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weeds? all good!

From Island Farm & Garden Magazine March-May 2023

In 2018, the Vancouver Island Economic Alliance (VIEA) developed four business cases to attract Foreign Direct Investment.

The business case found that “A multitude of products are derived from aquatic plants including food stuffs and skin care products. Kelps, for example, are considered to be an excellent source of micronutrients, anti-oxidants and dietary fibre, a good source of vitamins, and marginal source of protein… Seaweeds, being plants exhibiting a unique biochemical composition, could be exploited for their multifunctional properties in the form of food, energy, medicine and cosmetics and as biotechnological tools.”

The business case for Seaweed Aquaculture rose to the top of this list and was quickly pursued by a team of experts and investors to form Cascadia Seaweed Corporation, partnering with Vancouver Island First Nations, to bring Vancouver Island seaweed to rapidly expanding global markets.

Since then, the demand for seaweed food and agricultural products continues to grow and Island Good companies like Cascadia Seaweed, Naas Foods and Sea Forest Macro Algae are leading the way on Vancouver Island!

Cascadia Seaweed is now the largest kelp cultivator in Canada. By partnering with coastal First Nations, they are cultivating seaweed in the ocean at scale to restore marine ecosystems. They then harvest that biomass to produce products that make positive impacts on the environment and build a more resilient food system. Cascadia Seaweed is focusing on delivering products in three key areas:

  • Feed Additives – Seaweed-based additives are used in animal nutrition for purposes of improving the quality of feed and the animals’ health & growth.
  • Farm Biostimulants – Biostimulants are applied to plants to enhance nutrition efficiency, abiotic stress tolerance, and crop quality traits.
  • Ecosystem Services – As seaweed grows in the ocean it provides benefits to the ecosystem that deserve to be measured and valued.

“We can responsibly cultivate seaweed on low-impact ocean farms, producing the same ecosystem services as naturally occurring kelp, then harvest the cultivated biomass and manufacture products that address the needs of crop and livestock farmers who are working so hard to build a more climate-resilient food system,” says Cascadia CEO Mike Williamson. “And we can do this in partnership with Indigenous communities.”

It’s sustainable aquaculture supporting regenerative agriculture — a circular system where every touch point makes a positive impact.

Another Island Good business, Naas Foods is an Indigenous-led team that creates delicious, premium kelp products that are organic, vegan-friendly, and hand harvested from the pristine coast of the Clayoquot Sound. Their product line includes everything from kelp flakes and seasonings to whole kelp that can be used as a seasoning in a variety of dishes.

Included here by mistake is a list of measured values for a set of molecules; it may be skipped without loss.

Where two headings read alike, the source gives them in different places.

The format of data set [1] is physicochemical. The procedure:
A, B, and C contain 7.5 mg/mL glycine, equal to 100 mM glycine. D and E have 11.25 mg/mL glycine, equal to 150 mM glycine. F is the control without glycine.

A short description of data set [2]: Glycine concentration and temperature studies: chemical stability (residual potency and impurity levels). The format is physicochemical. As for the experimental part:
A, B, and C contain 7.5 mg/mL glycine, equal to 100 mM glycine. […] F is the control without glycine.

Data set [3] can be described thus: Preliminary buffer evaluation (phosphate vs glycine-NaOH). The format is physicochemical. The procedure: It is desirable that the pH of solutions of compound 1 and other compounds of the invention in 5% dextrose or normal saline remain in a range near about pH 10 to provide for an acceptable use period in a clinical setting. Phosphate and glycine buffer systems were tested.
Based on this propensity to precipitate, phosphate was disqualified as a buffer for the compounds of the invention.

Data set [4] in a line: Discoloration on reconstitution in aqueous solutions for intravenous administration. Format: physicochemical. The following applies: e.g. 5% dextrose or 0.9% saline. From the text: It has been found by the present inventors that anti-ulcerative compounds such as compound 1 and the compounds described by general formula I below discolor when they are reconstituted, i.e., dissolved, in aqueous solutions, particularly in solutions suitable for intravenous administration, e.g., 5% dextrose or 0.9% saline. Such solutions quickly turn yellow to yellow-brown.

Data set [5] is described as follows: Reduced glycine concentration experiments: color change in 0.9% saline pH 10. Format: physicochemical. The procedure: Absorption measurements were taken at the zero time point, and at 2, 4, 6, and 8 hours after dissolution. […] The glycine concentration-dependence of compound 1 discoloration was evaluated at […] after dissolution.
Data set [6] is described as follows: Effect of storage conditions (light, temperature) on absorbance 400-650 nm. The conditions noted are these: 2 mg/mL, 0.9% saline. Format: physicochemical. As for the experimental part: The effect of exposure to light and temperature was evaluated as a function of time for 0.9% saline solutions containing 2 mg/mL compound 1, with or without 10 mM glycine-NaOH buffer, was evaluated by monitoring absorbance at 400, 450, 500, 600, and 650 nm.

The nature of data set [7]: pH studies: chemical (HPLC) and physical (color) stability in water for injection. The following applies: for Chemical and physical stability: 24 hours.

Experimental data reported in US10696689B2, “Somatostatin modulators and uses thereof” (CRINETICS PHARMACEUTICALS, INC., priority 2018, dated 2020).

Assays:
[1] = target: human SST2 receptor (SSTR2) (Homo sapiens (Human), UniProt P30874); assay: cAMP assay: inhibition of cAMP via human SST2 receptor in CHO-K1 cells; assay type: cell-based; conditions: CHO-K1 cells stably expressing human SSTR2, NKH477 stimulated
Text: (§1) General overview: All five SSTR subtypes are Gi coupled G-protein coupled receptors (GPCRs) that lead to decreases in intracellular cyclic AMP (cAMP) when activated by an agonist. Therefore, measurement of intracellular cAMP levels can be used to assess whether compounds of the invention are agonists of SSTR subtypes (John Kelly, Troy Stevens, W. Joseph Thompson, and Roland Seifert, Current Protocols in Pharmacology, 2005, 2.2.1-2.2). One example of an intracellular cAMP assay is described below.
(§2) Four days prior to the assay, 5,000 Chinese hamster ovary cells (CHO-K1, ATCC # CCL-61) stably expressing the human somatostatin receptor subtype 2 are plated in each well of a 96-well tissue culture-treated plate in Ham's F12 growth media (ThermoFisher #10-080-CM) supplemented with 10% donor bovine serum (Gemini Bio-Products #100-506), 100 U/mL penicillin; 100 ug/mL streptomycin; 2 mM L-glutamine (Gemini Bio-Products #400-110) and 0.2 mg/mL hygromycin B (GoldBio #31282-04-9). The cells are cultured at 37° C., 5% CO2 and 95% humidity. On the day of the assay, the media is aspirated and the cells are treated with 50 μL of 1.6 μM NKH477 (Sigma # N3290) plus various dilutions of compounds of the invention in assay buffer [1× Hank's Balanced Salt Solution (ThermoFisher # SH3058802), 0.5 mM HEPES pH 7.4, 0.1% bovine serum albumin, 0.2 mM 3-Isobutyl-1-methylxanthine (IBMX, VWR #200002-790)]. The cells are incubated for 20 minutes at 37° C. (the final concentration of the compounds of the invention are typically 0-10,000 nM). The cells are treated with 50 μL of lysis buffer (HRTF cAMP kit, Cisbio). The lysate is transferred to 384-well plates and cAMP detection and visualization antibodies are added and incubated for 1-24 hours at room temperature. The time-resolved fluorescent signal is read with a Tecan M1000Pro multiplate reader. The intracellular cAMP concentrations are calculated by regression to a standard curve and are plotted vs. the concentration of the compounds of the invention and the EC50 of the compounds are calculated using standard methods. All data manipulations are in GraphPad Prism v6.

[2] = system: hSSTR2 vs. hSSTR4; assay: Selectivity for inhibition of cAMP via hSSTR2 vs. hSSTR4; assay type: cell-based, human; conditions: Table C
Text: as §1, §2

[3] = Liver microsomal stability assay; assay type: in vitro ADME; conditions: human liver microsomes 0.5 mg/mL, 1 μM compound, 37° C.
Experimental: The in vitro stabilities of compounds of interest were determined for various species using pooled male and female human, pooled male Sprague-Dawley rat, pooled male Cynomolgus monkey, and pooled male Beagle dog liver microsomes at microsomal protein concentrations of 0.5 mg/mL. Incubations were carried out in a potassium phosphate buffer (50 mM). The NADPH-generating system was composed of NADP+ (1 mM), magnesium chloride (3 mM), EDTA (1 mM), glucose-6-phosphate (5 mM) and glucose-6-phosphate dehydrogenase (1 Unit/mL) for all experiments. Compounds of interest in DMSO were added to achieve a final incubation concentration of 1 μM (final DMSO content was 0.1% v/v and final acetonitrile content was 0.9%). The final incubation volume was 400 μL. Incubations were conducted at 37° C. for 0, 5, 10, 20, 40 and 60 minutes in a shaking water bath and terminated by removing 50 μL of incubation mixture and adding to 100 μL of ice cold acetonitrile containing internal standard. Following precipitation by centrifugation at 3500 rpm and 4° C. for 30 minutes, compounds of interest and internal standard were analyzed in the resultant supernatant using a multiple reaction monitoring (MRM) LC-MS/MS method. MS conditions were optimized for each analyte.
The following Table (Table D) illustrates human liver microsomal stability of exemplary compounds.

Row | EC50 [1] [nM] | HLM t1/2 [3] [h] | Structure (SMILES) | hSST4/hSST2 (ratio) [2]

As well, Sea Forest produces a variety of food and agricultural products derived from Pacific Sea Kelp and local ingredients, offering a unique flavor profile that is smoky, peppery, nutty, earthy, sharp, and sweet. They aim to dedicate a percentage of their farms to reseeding local kelp beds, with plans to cultivate robust and resilient plants to stand the test of environmental fluctuations. They also commit a portion of their harvests to support environmental innovation, sustainable aquaculture and agri-food and biomaterial development Provincial and Federal research programs.

When they’re not on the water, they’re exploring new flavour combinations, new textures and molecular gastronomy from the Sea Forest prep kitchen. We can’t wait to try their ice cream!

Seaweed farming and harvesting are sustainable and environmentally friendly ways to produce food and other products. Seaweed does not require fertilizers or pesticides to grow, and seaweed can help absorb carbon dioxide from the atmosphere, making it a valuable tool in the fight against climate change.

It is exciting to see Island Good companies like Cascadia Seaweed, Naas Foods and Sea Forest Macro Algae at the forefront of this industry, demonstrating their commitment to sustainability and innovation. As the demand for seaweed continues to rise it seems the possibilities for seaweed are also growing and it could be an important resource for our future. Most recently, the Pacific Seaweed Industry Association, based in Port Alberni, was formed to develop awareness around the benefits and diverse use-values for seaweed.

Choose Island Good seaweed growers and harvesters for your garden and table nutrition!

Island Good is all about making it easy for islanders & visitors alike to find products made & grown in the Vancouver Island region (Vancouver Island & Rural Islands). Look for the Island Good logo to find products made & grown in the Vancouver Island region.